There is an array of Ardour hints and tips here:
I noticed you had a post on your blog about utilizing high frequencies to bring definition to a mix. Additionally, you should explore the use of a tube and/or tape simulation plugin to add "presence" or "warmth". TAP TubeWarmth, for example, is often on every single track, to greater or lesser extent, in my sessions. One could call it the great "secret of the pros". It's a very subtle effect, but try hitting the bypass button a couple times to hear the difference. Plus the cumulative effect of using it on many tracks can really bring a mix to life. You can put it on the master bus too, though keep in mind you can actually *lose* definition if you put too much of it there, because essentially what the plugin does is add a bit of harmonic distortion (of a variety determined by the tube/tabe balance setting). "Tube" adds mostly even-ordered harmonics, as tube amps do... these have a warm character. "Tape" adds mostly odd-ordered harmonics, which have a crisp and present character. How you use them in the mix depends on the source material. I usually don't turn the drive up beyond 7 or so, unless I am trying to make a distorted guitar really "scream".
NB: normalisation is not a good tool to end up with professional sounding masters. If you normalise every track, they could end up with wildly different loudnesses since by its nature it can only examine peaks. To properly master (in dynamics terms) you rather need limiting, compression, and perhaps maximisation.
Thanks for the comments guys. tgoose, I was not suggesting that normalisation is a way of mastering, but rather a good tool for getting your tracks on an even gain level. After normalising you would want to firstly tweak the levels of each track and then master with JAMin which can maximise, limit and compress. I have a few articles on mastering here:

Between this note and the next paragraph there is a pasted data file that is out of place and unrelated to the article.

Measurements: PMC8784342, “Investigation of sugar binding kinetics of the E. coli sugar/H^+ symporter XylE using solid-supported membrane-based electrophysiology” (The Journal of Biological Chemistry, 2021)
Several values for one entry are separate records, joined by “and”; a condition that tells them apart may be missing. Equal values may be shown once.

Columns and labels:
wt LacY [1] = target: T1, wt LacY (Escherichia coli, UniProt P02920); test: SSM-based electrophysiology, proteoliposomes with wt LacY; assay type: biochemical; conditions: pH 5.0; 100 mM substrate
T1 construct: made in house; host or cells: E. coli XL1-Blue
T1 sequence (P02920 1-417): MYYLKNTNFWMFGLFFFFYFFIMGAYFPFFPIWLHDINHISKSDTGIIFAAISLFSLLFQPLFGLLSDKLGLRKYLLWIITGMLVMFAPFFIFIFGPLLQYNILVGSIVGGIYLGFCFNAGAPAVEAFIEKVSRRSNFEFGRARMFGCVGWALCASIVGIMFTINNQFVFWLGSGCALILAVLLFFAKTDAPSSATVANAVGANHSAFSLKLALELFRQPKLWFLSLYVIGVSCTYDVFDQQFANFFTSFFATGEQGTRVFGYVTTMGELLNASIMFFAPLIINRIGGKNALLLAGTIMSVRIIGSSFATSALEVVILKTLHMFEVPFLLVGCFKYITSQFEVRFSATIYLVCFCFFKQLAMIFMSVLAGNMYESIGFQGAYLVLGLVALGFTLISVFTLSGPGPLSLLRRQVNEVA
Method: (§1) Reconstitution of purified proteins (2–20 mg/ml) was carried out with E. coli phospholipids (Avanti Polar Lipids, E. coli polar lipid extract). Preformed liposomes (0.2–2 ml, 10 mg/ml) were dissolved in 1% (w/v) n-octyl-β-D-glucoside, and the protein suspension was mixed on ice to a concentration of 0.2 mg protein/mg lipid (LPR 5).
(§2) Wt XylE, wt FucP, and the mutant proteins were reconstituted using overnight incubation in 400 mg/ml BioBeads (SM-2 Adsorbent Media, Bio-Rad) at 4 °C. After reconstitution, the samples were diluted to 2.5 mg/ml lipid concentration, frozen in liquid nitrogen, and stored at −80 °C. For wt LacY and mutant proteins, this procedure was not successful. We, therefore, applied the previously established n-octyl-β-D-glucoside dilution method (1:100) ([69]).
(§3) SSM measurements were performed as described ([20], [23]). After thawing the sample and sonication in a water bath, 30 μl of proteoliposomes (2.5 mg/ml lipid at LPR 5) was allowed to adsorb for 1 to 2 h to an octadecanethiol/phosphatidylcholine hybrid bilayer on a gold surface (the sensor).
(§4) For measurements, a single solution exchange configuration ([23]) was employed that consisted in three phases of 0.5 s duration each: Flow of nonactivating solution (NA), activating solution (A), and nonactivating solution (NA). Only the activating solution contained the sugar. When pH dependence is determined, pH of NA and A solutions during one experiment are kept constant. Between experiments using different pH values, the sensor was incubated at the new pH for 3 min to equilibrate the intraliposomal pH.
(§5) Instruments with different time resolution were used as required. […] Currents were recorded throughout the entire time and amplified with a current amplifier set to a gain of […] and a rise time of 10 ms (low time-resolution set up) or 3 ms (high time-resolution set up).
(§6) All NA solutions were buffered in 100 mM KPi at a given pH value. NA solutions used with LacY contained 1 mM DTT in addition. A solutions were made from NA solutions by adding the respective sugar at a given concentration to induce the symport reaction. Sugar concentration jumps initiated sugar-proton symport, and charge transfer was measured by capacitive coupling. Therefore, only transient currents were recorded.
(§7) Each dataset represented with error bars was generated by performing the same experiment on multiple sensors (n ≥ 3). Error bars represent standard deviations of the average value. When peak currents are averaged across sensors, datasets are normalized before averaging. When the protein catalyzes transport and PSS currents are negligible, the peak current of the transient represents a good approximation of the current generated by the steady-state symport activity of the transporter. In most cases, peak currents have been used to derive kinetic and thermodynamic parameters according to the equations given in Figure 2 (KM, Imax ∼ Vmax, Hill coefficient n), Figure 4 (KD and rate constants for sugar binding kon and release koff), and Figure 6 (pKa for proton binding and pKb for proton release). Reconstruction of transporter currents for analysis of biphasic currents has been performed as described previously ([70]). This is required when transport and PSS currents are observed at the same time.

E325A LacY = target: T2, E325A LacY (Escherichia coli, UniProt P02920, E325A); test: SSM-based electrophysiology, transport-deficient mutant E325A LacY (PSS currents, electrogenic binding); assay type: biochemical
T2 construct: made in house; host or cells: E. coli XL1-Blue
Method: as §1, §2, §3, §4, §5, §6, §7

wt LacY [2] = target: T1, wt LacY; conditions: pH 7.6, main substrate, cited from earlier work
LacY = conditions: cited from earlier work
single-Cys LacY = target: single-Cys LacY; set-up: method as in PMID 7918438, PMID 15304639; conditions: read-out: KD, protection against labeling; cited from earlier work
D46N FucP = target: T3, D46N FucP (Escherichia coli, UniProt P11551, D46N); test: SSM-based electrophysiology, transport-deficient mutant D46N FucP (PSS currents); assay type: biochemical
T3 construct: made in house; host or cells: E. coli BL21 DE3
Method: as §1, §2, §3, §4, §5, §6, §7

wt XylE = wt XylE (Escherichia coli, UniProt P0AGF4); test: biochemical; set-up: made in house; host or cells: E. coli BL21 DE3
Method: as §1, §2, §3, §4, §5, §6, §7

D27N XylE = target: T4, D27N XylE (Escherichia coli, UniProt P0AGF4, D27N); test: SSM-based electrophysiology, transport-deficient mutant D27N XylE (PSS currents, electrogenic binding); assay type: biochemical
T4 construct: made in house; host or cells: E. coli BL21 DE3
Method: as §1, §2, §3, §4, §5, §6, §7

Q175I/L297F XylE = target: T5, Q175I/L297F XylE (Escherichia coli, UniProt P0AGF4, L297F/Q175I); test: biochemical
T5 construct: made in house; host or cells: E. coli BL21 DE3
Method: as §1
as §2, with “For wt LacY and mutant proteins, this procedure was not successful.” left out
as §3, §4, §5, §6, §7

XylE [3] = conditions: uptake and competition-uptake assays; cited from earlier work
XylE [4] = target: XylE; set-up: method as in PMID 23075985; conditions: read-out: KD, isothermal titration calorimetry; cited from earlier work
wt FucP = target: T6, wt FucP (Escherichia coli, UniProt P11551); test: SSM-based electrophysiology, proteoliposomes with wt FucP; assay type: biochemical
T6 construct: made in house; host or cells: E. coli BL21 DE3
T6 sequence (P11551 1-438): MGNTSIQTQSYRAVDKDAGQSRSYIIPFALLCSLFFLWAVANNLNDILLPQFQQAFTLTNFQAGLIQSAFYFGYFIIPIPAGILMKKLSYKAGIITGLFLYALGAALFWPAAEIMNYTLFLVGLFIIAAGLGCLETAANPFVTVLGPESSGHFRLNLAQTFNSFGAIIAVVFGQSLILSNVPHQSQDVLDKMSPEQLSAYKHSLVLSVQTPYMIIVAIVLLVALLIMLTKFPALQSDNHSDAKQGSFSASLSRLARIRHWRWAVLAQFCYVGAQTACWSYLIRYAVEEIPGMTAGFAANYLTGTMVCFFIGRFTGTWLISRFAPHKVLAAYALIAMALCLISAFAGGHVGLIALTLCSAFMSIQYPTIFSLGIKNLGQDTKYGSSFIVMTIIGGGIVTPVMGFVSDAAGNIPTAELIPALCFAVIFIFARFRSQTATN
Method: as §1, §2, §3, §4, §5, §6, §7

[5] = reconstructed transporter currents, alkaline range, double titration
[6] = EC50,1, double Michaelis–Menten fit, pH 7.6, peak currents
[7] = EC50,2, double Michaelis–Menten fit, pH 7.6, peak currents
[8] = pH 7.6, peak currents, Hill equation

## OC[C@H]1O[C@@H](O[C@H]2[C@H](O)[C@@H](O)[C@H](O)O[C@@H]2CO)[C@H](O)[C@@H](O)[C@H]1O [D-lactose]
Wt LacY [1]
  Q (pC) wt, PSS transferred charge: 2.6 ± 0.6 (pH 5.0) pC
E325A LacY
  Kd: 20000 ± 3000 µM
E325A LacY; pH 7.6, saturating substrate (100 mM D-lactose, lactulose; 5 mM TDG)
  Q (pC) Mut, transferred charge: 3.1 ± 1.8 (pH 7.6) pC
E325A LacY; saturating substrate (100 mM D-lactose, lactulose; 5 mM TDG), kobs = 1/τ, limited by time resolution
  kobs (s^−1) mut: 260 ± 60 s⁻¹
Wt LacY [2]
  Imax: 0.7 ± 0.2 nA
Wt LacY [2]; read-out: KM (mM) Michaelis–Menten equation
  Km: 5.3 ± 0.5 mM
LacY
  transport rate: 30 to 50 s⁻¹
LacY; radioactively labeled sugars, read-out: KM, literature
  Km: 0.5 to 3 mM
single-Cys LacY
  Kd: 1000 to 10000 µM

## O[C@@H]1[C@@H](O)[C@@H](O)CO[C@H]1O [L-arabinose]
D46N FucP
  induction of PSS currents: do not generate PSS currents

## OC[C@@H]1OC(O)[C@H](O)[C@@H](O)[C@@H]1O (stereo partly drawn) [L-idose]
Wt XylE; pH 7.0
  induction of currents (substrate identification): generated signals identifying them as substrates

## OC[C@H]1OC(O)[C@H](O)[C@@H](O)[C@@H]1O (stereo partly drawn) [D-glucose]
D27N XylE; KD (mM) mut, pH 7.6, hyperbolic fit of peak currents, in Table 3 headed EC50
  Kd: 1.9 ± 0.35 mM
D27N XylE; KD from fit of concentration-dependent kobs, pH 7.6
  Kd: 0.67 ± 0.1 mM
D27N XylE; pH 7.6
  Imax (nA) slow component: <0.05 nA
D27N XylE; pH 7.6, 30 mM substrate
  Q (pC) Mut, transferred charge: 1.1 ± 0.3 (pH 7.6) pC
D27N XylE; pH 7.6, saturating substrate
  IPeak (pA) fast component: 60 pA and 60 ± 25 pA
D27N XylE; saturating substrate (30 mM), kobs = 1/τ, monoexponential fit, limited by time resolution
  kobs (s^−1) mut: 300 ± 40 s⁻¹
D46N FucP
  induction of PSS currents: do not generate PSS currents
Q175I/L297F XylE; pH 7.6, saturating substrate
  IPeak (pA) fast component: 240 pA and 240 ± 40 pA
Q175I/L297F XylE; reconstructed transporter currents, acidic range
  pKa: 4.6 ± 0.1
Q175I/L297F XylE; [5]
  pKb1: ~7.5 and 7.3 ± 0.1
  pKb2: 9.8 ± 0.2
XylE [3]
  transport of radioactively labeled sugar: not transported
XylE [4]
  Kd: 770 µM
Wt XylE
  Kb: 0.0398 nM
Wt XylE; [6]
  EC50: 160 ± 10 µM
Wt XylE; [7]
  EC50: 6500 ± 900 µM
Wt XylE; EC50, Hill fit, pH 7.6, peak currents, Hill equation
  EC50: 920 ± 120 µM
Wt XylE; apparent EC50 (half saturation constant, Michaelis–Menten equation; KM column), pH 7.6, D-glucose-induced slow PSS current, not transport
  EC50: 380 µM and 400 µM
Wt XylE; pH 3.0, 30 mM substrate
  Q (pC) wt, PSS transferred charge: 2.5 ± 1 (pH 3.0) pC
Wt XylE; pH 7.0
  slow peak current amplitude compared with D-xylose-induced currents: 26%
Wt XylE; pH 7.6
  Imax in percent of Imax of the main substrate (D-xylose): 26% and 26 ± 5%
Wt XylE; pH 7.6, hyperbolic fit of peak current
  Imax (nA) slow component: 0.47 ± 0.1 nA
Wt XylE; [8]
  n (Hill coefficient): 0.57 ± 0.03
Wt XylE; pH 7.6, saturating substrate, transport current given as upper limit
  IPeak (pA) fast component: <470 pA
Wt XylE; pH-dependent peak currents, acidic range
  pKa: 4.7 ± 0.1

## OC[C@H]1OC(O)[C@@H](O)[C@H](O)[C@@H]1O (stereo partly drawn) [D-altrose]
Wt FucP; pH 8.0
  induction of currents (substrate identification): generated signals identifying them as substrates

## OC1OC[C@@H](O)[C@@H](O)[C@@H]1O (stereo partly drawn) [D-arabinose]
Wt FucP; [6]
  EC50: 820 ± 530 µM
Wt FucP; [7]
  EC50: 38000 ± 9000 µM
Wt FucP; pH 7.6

I would be keen to hear any thoughts you have.
Slightly OT from Mastering, but I checked out your blog and found it very informative, especially how to create your own Hydrogen kit, I was hoping there was an easier way than writing an .xml file. I've got some good samples I will put up of my studio kit when I get around to it. Thanks again for sharing your info!
Its awesome to hear such good feedback. I look forward to hearing your kit.
A blog relating to playing and recording music with Ubuntu Studio and Freeware: http://briansbedroom.blogspot.com/
Re: normalisation is not a good tool to end up with professional sounding masters.
Normailsation isn't a method for equalising loudness, so the above is correct, but that doesn't mean it shouldn't be used. If you have relatively modern high resolution digital kit you can record with enough headroom to know you're not going to get clipping at the A/D stage, and then hit normalise to have an optimal signal to do further work with. I'm not saying record 20 dB below where you should, but you don't need to fight for that last dB.
I understand Normalise also removes any DC bias, although that's not something we encounter very often and it's usually a sign someone has been hunting for tone in the relics box....
I haven't done anything with my music yet but I plan on doing so soon. This looks like a good tool to do some creative music mixing and editing. I have read as many comments as possible about your software and the overall opinion seems very positive. I will continue to read your blog site to get more information and advice. online casino
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